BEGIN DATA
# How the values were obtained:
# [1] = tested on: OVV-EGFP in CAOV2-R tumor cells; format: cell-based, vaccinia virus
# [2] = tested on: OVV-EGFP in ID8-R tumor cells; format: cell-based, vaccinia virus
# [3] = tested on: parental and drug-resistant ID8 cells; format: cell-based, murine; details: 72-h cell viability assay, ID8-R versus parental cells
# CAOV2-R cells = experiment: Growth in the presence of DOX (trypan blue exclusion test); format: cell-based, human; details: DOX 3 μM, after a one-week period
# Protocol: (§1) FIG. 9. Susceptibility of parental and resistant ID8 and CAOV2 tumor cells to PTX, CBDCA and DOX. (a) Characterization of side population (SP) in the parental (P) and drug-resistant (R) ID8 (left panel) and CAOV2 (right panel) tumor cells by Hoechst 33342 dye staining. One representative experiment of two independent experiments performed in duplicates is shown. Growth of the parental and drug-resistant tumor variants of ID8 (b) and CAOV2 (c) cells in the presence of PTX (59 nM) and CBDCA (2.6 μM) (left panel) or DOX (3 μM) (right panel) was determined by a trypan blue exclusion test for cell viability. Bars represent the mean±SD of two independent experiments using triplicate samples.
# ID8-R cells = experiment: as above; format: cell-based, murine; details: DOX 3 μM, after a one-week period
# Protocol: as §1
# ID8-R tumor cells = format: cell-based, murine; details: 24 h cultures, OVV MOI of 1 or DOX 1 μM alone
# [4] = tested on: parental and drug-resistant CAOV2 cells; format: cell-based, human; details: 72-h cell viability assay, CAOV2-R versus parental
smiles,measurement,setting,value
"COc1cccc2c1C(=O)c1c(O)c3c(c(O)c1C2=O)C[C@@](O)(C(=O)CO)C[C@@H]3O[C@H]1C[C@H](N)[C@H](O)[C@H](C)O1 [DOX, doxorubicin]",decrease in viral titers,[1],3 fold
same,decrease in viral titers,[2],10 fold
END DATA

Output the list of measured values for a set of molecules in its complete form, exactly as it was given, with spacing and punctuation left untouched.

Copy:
# How the values were obtained:
# [1] = tested on: OVV-EGFP in CAOV2-R tumor cells; format: cell-based, vaccinia virus
# [2] = tested on: OVV-EGFP in ID8-R tumor cells; format: cell-based, vaccinia virus
# [3] = tested on: parental and drug-resistant ID8 cells; format: cell-based, murine; details: 72-h cell viability assay, ID8-R versus parental cells
# CAOV2-R cells = experiment: Growth in the presence of DOX (trypan blue exclusion test); format: cell-based, human; details: DOX 3 μM, after a one-week period
# Protocol: (§1) FIG. 9. Susceptibility of parental and resistant ID8 and CAOV2 tumor cells to PTX, CBDCA and DOX. (a) Characterization of side population (SP) in the parental (P) and drug-resistant (R) ID8 (left panel) and CAOV2 (right panel) tumor cells by Hoechst 33342 dye staining. One representative experiment of two independent experiments performed in duplicates is shown. Growth of the parental and drug-resistant tumor variants of ID8 (b) and CAOV2 (c) cells in the presence of PTX (59 nM) and CBDCA (2.6 μM) (left panel) or DOX (3 μM) (right panel) was determined by a trypan blue exclusion test for cell viability. Bars represent the mean±SD of two independent experiments using triplicate samples.
# ID8-R cells = experiment: as above; format: cell-based, murine; details: DOX 3 μM, after a one-week period
# Protocol: as §1
# ID8-R tumor cells = format: cell-based, murine; details: 24 h cultures, OVV MOI of 1 or DOX 1 μM alone
# [4] = tested on: parental and drug-resistant CAOV2 cells; format: cell-based, human; details: 72-h cell viability assay, CAOV2-R versus parental
smiles,measurement,setting,value
"COc1cccc2c1C(=O)c1c(O)c3c(c(O)c1C2=O)C[C@@](O)(C(=O)CO)C[C@@H]3O[C@H]1C[C@H](N)[C@H](O)[C@H](C)O1 [DOX, doxorubicin]",decrease in viral titers,[1],3 fold
same,decrease in viral titers,[2],10 fold